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The Whole Dog

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By   |   06 Aug 2019

THE WHOLE DOG. What does this mean as you consider training your dog? Training is one element of creating a well-behaved, happy dog, but there are several other wellness factors that Full House Dog Training considers when working with clients and their dogs. It’s important to recognize these basics that, just as with humans, can take a toll on a dog’s performance and ability to function optimally.

NUTRITION:  If you eat fast food for every meal of your life, you most likely will not feel your best and you will not receive the right nourishment to function at your peak.

When dogs eat a nutrient-rich diet that supports normal digestion, their bodies will perform better. If you feed your dog a poor diet of low-grade kibble, you are setting him up for discomfort and inconsistent metabolism, which can lead to less-than-desirable behaviors.

High quality kibble starts with a clearly defined animal protein source that is listed as the first ingredient in your dog’s food. Other protein sources can be listed in the top five, but the number one ingredient should be a protein source. Avoid any by-product source, as this refers to slaughter house waste that is clearly undefined and could include beaks, feathers, nails, hooves, etc., and therefore it greatly lacks any quality protein.

*  Meal is a concentrate of the protein that has the moisture removed so you get the core protein nutritional value. Protein sourced from meal, such as chicken meal or beef meal will carry a higher percentage of protein in the overall makeup of the food, therefore making it a desirable ingredient for kibble.

*  Carbohydrates to avoid in kibble include corn or any derivative, including corn meal or corn gluten meal. Also, brewers rice and barley are a cereal grade grain with minimal nutritional value. These ingredients are used as fillers to bring satiety to your dog, but lack any nourishment. And, their high metabolic rate means they quickly turn into sugar in the body, therefore increasing energy spikes and emotional imbalance which most dog owners are always trying to curb.

For a complete review of your dog’s food, check out www.dogfoodadvisor.com, for an unbiased review of hundreds of dog foods. Full House encourages our clients to find a food that is at minimum four stars, with the hope that you will shoot for a five-star food! If you need help selecting a food that is right for your breed and activity level of your dog, let us know!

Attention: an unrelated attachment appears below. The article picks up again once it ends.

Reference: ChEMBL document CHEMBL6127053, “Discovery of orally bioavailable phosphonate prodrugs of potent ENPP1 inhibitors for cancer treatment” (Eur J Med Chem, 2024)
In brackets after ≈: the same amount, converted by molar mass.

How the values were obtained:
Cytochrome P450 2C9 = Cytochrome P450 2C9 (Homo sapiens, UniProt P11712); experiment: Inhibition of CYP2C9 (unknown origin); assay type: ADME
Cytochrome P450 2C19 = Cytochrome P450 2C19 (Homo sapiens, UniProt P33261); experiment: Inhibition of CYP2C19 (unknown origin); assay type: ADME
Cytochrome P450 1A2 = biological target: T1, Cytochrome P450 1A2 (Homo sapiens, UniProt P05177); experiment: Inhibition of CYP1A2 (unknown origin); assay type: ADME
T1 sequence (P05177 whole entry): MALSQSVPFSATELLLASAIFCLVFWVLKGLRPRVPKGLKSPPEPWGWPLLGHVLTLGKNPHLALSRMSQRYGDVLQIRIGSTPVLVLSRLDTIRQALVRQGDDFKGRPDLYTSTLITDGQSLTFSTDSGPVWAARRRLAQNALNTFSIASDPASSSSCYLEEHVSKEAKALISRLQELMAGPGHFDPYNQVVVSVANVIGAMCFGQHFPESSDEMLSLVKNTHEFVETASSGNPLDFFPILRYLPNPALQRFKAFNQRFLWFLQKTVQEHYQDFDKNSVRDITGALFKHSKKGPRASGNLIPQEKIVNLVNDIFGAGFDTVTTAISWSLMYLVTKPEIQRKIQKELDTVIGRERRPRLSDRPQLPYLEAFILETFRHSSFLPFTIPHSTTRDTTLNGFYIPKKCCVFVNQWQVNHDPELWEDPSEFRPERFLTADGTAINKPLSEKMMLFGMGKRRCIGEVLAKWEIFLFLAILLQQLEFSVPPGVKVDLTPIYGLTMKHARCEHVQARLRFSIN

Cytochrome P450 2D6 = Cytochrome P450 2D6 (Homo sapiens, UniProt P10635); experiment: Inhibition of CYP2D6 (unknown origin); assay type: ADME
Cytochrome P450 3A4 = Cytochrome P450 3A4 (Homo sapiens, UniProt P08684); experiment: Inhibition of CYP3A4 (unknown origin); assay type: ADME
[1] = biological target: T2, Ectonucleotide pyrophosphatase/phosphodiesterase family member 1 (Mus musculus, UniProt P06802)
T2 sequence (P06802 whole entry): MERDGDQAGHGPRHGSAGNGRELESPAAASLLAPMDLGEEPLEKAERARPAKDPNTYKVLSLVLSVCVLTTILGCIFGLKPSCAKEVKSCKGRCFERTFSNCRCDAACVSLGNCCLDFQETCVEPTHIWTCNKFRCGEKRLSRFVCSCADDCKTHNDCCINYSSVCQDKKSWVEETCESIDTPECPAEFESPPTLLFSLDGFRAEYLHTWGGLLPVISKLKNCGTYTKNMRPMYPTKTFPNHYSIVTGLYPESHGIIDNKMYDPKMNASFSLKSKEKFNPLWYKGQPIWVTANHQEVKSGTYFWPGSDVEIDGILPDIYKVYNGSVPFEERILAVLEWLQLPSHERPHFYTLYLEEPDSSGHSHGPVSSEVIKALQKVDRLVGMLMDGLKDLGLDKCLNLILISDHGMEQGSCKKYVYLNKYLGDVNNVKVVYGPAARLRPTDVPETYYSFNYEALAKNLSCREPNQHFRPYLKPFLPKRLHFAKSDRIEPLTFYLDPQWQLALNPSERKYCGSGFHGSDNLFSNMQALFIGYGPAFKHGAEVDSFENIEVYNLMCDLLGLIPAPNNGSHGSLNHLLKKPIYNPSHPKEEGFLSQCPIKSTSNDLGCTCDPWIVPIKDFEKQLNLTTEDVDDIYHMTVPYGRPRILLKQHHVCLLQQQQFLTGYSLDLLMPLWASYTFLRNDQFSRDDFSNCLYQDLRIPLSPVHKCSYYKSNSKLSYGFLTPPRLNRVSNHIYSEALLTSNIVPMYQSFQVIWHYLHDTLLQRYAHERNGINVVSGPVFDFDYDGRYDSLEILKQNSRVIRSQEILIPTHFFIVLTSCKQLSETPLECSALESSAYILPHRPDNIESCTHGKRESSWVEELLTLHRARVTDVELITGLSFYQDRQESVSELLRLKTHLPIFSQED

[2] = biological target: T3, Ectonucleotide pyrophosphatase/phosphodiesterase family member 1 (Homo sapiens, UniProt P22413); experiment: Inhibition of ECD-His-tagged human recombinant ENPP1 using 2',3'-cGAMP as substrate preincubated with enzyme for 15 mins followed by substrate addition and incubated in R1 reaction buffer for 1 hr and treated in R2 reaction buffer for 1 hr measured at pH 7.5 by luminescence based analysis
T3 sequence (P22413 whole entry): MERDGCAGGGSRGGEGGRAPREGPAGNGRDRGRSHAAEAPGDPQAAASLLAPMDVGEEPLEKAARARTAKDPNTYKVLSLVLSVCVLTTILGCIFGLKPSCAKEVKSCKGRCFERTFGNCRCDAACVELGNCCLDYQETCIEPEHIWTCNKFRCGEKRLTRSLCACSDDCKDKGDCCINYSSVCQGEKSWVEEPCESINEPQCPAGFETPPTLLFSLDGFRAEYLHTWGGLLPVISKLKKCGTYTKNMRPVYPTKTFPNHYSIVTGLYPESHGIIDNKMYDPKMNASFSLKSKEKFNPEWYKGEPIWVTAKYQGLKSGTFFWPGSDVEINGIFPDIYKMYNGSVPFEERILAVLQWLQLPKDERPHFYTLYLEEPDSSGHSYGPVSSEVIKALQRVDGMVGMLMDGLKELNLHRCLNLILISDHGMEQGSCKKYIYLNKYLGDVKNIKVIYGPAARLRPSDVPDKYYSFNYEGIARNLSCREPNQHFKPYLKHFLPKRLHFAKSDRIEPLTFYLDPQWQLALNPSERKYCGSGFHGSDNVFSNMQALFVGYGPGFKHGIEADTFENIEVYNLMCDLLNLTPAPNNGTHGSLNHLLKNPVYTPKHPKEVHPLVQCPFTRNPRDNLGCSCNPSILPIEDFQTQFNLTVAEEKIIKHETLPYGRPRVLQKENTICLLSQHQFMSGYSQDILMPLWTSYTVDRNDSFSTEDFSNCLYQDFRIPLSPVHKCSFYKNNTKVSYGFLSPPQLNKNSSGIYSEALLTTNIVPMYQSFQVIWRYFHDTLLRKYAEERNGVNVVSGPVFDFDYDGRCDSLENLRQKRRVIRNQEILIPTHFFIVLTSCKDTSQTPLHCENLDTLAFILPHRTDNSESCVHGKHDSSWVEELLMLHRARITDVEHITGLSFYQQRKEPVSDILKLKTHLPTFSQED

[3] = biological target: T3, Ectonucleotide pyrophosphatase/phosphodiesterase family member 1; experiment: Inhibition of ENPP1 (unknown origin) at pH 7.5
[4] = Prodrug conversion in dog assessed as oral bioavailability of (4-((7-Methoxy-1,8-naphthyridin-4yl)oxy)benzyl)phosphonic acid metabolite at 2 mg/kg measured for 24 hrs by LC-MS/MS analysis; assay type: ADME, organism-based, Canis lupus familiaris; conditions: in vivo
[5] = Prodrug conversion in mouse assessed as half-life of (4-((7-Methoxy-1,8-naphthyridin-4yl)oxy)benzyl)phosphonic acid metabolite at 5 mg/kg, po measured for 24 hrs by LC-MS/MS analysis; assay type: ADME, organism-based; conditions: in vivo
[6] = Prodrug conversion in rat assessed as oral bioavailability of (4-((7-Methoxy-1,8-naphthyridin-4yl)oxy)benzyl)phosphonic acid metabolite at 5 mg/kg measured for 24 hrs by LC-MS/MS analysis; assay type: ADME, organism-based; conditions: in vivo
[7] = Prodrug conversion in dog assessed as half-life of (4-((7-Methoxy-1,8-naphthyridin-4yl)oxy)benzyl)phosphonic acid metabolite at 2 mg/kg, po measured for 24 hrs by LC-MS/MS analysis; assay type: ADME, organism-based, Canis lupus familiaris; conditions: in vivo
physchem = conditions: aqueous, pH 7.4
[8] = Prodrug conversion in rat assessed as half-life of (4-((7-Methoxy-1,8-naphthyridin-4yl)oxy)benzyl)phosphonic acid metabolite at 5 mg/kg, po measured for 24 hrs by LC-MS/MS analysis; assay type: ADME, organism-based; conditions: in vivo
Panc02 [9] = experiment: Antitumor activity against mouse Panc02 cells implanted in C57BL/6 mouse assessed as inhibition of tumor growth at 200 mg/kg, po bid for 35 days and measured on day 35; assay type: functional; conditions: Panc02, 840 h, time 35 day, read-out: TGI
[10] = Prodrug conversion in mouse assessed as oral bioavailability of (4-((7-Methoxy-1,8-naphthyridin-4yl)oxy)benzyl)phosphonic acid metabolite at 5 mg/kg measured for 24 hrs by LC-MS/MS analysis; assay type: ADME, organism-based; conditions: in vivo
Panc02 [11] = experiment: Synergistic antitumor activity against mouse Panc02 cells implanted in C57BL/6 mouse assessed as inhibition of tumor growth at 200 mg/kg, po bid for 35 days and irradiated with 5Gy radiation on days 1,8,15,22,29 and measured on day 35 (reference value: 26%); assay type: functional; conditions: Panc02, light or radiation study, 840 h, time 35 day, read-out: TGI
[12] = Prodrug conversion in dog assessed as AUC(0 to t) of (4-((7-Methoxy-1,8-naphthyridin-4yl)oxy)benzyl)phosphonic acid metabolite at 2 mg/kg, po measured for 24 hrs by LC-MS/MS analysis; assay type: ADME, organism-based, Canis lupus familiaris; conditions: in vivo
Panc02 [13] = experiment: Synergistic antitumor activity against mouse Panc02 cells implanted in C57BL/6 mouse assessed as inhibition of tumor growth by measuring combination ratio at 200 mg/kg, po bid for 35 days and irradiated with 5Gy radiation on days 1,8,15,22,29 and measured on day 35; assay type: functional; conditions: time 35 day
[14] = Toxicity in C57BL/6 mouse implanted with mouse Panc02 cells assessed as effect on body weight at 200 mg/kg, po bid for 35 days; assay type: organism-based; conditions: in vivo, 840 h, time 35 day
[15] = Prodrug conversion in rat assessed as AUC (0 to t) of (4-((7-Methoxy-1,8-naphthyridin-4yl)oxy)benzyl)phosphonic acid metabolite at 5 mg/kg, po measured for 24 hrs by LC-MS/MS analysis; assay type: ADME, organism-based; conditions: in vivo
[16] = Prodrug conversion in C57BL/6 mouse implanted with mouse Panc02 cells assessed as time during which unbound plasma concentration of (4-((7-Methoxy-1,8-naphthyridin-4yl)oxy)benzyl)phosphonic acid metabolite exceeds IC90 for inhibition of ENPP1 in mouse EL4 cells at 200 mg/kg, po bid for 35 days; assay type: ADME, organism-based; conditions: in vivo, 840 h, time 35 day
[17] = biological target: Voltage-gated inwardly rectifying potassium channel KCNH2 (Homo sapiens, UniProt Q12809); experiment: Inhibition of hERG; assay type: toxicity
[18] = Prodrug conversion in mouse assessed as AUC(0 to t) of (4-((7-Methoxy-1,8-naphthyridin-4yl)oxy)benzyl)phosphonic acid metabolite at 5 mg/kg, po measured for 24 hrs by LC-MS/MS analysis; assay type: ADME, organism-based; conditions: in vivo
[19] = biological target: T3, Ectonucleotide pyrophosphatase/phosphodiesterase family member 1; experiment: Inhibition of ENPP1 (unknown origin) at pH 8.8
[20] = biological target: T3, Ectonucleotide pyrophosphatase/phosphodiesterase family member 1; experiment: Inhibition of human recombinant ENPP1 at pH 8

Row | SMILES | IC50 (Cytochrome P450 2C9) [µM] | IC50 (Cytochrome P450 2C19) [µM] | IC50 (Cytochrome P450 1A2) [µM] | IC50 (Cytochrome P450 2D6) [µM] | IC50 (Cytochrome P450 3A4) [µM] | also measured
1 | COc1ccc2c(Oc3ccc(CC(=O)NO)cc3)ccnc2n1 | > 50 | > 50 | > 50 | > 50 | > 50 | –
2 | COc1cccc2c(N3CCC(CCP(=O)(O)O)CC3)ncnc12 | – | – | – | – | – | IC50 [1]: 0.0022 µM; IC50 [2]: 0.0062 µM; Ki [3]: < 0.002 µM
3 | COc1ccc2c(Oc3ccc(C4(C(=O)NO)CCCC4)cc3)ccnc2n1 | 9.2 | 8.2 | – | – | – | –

MEDICAL: Dogs should be seen by a veterinarian at least once a year for an annual check-up and necessary vaccinations. Vaccinations are critical to your dog’s health and help ensure the dog population as a whole in our community remains healthy. Beyond this routine check-in with your vet, we also want you to recognize that any sudden change in your dog’s behavior or temperament could be medically related and not just poor behavior selection on your dog’s part.
*  Random potty accidents in the house or crate could be related to a urinary tract infection or other infection.
*  Drastic change in eating patterns, weight gain or loss could be related to a thyroid issue.
*  Unusual reactivity to triggers in your dog’s environment could also be health related and should be ruled out prior to digging deep into training.
TRUSTING RELATIONSHIP What type of a relationship do you have with your dog? Does your dog get excited to see you when you come home? Does he cower when you raise your voice out of fear? Does your dog respond differently to your spouse or children when it comes to obedience? Dogs, just like humans, develop relationships with humans based on past experiences.
*  The memories you create with your dog—positive or negative—allow your dog to form perceptions of what they can expect during future interactions.
*  One of the most critical mistakes owners make in working with their dogs is establishing expectations of the dog’s behavior that do not match the skill level of the dog. When a dog misses the mark for our expectations, as an owner we tend to become frustrated with our lack of knowing how to help the dog.
The focus of Full House Dog Training’s programs is on helping you learn to say yes to your dog which, in turn, builds your confidence in working with your dog. You learn how to set your dog up for success, even in difficult environments where your dog typically fails. Our training program guides you to building a positive relationship with your dog that is full of enjoyable memories for your family and your furry friend!


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